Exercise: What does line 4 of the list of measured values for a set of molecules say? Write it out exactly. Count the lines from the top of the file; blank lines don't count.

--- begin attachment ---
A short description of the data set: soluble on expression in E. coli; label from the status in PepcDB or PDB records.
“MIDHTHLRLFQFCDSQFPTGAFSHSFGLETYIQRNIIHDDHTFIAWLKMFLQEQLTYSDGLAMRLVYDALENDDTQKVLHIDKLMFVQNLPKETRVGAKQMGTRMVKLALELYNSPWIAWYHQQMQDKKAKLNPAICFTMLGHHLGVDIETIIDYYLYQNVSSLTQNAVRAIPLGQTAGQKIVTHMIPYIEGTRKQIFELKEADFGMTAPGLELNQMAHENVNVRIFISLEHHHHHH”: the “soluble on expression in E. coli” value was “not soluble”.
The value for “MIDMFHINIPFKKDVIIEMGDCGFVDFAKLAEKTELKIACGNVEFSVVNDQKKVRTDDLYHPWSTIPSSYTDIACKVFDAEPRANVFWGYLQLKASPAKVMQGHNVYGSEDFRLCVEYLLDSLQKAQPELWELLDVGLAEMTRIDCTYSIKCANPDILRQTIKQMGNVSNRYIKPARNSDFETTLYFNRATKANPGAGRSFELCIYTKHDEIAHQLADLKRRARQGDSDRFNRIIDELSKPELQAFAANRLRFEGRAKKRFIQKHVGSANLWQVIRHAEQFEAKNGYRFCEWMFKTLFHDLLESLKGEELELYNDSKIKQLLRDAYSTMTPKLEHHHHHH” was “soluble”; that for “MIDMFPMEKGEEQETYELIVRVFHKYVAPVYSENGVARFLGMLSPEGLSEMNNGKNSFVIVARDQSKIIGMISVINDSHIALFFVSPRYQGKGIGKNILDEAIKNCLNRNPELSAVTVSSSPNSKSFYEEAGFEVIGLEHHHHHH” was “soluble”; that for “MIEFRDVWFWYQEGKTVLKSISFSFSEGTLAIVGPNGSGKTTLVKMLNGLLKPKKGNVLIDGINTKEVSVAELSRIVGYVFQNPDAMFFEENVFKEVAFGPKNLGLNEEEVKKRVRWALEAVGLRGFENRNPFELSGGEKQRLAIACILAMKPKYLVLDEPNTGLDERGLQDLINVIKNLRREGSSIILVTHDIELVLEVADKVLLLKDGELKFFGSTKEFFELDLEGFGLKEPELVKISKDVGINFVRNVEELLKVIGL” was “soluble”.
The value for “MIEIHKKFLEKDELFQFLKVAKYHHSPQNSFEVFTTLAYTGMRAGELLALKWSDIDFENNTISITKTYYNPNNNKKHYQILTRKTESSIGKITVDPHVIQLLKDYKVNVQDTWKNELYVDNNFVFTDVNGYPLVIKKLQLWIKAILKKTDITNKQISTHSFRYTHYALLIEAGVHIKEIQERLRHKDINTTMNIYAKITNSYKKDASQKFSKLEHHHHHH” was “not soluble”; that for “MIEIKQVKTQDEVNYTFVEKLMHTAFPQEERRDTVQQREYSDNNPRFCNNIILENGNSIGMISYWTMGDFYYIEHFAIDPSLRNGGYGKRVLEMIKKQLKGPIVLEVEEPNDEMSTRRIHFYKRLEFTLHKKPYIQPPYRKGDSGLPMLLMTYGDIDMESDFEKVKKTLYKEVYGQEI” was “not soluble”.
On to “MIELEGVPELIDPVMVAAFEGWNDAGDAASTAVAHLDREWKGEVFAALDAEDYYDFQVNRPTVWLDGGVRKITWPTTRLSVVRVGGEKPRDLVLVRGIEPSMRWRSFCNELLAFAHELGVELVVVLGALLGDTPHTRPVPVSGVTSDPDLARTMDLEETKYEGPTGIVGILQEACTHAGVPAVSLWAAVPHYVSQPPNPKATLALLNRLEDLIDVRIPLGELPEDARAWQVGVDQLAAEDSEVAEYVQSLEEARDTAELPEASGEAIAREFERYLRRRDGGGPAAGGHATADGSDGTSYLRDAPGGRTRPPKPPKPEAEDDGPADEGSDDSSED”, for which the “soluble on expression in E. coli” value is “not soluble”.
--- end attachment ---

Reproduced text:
The value for “MIEIHKKFLEKDELFQFLKVAKYHHSPQNSFEVFTTLAYTGMRAGELLALKWSDIDFENNTISITKTYYNPNNNKKHYQILTRKTESSIGKITVDPHVIQLLKDYKVNVQDTWKNELYVDNNFVFTDVNGYPLVIKKLQLWIKAILKKTDITNKQISTHSFRYTHYALLIEAGVHIKEIQERLRHKDINTTMNIYAKITNSYKKDASQKFSKLEHHHHHH” was “not soluble”; that for “MIEIKQVKTQDEVNYTFVEKLMHTAFPQEERRDTVQQREYSDNNPRFCNNIILENGNSIGMISYWTMGDFYYIEHFAIDPSLRNGGYGKRVLEMIKKQLKGPIVLEVEEPNDEMSTRRIHFYKRLEFTLHKKPYIQPPYRKGDSGLPMLLMTYGDIDMESDFEKVKKTLYKEVYGQEI” was “not soluble”.